Shikhar Srivastava: “I Should Say I Was Rejected 19 Times Because My Friend Had Given Up On The Traveling After 5 Rejections”
Shikhar Srivastava’s first venture was a standalone school management tool that he had built with a friend. The pair traveled to 8 cities in Karnataka and UP and presented their product at 19 schools where they got rejected 19 times.
Or I should say I was rejected 19 times because my friend had given up on the traveling after 5 rejections. We couldn’t find any takers for our product.
I consider this gigantic failure a huge success. It taught me the power of failing fast, learning from failures, and moving on to the next idea with even more enthusiasm. It changed the way I perceived failure. The word itself became irrelevant to me over time and I now use the phrase “minor setback” to describe all failures. Shikhar has founded Total Nonsense News, a satire/parody website in 2014, and recently acquired Stannals, one of the fastest growing community of entrepreneurs on the web.
Q: What are some challenges you faced when developing your venture?
Right now Stannals is undergoing a transition phase and we have been able to bring some really cool people on board. The real challenge that lies ahead is achieving our own target of growing the community by at least 10x in the next 12 months. We are focused and determined to attain that target.
The main challenge with Total Nonsense News has actually been the entertainment industry. Satire isn’t everyone’s cup of java and we often find people confusing satire with fun. Everyone seems to expect a satirical post to be humorous or entertaining when actually that’s not what satire always means.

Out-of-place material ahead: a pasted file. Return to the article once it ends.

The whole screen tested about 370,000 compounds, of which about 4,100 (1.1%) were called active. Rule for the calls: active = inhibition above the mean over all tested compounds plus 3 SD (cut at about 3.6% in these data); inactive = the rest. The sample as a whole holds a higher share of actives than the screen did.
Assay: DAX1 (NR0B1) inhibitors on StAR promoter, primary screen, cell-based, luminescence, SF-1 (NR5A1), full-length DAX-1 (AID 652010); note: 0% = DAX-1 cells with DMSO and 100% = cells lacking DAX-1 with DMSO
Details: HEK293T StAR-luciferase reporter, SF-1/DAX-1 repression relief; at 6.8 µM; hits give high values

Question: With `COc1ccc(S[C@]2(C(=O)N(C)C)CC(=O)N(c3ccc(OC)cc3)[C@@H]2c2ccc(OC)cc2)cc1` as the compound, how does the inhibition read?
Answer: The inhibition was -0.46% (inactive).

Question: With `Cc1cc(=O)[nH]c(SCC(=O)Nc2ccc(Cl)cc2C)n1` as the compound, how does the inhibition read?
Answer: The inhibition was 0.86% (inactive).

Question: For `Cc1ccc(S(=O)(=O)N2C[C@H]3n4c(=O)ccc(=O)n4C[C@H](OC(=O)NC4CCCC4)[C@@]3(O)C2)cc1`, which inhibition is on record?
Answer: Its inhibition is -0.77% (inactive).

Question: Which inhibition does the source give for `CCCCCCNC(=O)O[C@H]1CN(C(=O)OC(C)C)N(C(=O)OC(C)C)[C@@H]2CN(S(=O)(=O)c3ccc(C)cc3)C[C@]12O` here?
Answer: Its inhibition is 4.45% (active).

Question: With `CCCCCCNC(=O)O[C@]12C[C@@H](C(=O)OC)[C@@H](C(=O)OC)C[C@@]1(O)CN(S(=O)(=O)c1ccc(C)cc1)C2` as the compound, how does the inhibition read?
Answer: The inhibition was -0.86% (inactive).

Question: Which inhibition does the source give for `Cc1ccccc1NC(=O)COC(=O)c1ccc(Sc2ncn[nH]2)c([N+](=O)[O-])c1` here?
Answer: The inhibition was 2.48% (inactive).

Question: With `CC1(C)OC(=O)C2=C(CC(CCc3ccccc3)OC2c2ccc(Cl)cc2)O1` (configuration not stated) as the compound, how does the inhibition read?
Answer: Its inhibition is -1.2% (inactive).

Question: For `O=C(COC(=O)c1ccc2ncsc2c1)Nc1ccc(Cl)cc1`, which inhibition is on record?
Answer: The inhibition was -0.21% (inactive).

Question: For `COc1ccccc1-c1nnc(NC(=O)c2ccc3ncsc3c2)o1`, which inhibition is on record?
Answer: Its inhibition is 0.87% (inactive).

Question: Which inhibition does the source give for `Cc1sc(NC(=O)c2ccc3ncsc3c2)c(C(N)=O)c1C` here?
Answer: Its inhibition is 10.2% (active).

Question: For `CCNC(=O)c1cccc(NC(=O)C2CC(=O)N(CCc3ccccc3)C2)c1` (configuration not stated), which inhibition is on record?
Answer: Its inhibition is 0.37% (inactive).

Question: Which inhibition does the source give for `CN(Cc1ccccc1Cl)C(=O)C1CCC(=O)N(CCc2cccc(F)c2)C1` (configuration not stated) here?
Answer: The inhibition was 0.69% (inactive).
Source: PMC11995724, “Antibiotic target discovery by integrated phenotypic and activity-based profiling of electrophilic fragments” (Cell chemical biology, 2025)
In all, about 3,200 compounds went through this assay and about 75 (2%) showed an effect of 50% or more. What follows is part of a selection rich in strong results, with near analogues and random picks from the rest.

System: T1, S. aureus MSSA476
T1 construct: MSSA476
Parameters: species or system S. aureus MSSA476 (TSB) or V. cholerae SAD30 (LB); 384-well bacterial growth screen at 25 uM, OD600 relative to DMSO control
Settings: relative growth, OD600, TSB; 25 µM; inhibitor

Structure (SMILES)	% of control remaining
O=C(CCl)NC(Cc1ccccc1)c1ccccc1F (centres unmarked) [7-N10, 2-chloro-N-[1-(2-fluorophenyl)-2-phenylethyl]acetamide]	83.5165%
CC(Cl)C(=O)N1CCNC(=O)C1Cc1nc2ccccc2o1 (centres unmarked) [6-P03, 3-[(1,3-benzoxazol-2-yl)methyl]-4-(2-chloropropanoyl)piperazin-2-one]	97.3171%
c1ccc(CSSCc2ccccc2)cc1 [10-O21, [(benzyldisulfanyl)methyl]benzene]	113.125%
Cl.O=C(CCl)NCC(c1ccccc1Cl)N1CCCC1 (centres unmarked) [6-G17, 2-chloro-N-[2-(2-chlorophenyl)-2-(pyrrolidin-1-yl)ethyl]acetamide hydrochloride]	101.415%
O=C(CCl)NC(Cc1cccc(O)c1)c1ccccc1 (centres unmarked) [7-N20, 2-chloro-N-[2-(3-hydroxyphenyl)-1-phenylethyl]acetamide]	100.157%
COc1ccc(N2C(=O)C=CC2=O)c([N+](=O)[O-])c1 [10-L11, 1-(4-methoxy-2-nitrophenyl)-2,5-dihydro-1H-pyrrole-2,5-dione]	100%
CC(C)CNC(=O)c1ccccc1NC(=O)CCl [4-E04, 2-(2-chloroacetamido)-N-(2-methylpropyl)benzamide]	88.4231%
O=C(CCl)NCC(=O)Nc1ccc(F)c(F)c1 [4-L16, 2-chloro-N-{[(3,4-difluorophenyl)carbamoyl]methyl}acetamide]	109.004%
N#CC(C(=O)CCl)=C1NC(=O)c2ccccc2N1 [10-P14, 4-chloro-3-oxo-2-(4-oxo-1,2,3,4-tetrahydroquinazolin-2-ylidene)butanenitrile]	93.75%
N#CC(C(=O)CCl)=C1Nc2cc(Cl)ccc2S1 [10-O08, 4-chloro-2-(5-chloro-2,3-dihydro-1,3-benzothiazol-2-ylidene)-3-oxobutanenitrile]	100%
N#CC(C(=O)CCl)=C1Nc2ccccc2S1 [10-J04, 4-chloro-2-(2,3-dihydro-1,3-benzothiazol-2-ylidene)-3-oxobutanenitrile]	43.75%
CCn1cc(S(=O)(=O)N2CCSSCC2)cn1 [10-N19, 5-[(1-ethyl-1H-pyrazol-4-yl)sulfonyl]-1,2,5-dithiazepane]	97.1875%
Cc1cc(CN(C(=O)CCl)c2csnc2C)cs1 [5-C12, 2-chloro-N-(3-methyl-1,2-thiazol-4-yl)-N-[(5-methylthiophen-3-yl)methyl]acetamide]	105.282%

This is how a simple google search defines satire:
“Satire is a technique that writers use to expose and criticize foolishness and corruption of an individual or a society by using humor, irony, exaggeration OR ridicule. It intends to improve humanity by criticizing its follies and foibles.”
We use irony, ridicule, and self-deprecating humor to our advantage. The ability to laugh at yourself is a liberating experience that many folks are unable to embrace. Also, it doesn’t help a pure satire venture like ours that several entertainment sites inaccurately use the word satire to mean “fun” and/or “witty jokes”.
But we are doing this because we love satire and we understand that being misunderstood is part of the job profile.